A considerable proportion of the mobile traffic generated in Europe was redirected on 6 June; according to web application security specialists, this happened through the infrastructure of China Telecom, the third largest Internet service provider in China.
According to reports, the incident was presented due to a leak in the BGP routes in the secure company of the host data center, which by mistake leaked more than 70k routes to the Asian Internet service provider.
According to web application security experts, the BGP protocol, used to redirect traffic at the Internet service provider level, causes a lot of problems, also stress that these leaks occur all the time. However, there are some security measures that Internet service providers can implement to prevent these BGP leaks from ending up in other companies’ networks.
The real problem arose in China Telecom that, instead of ignoring this leak from BGP, announced Safe Host routes as their own, interposing as one of the shortest routes to reach the Safe Host network and other telecom companies and Internet services suppliers.
Because of this, during the next two hours the traffic destined to multiple mobile networks in European countries deviated through the network of China Telecom; some of the most affected companies were in Holland, Switzerland and France.
Web application security experts mention that these routing incidents occur frequently and last only a few minutes, although this time the BGP routes were kept circulating for more than two hours. Users of affected companies suffer consequences such as slow connection or inability to connect to some servers.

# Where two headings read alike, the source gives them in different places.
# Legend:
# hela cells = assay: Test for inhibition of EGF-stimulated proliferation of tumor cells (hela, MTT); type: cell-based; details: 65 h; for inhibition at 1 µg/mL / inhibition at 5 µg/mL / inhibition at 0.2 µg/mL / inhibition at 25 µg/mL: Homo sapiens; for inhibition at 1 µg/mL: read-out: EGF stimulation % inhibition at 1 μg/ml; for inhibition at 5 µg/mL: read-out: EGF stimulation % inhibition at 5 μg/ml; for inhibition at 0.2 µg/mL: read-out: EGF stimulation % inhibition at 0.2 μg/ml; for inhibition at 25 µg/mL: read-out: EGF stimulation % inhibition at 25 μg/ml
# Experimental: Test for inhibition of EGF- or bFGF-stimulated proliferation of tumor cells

For the specialists from the International Institute of Cyber Security (IICS) this is a sign of the little interest of companies like China Telecom for implementing basic routing security measures to avoid this kind of leaking; “the company does not have the necessary protocols to detect and solve this kind of incidents”, the experts mentioned.
In addition, on previous occasions, the Chinese company has been accused of kidnapping the “backbone” of Internet traffic in western countries.
He is a well-known expert in mobile security and malware analysis. He studied Computer Science at NYU and started working as a cyber security analyst in 2003. He is actively working as an anti-malware expert. He also worked for security companies like Kaspersky Lab. His everyday job includes researching about new malware and cyber security incidents. Also he has deep level of knowledge in mobile security and mobile vulnerabilities.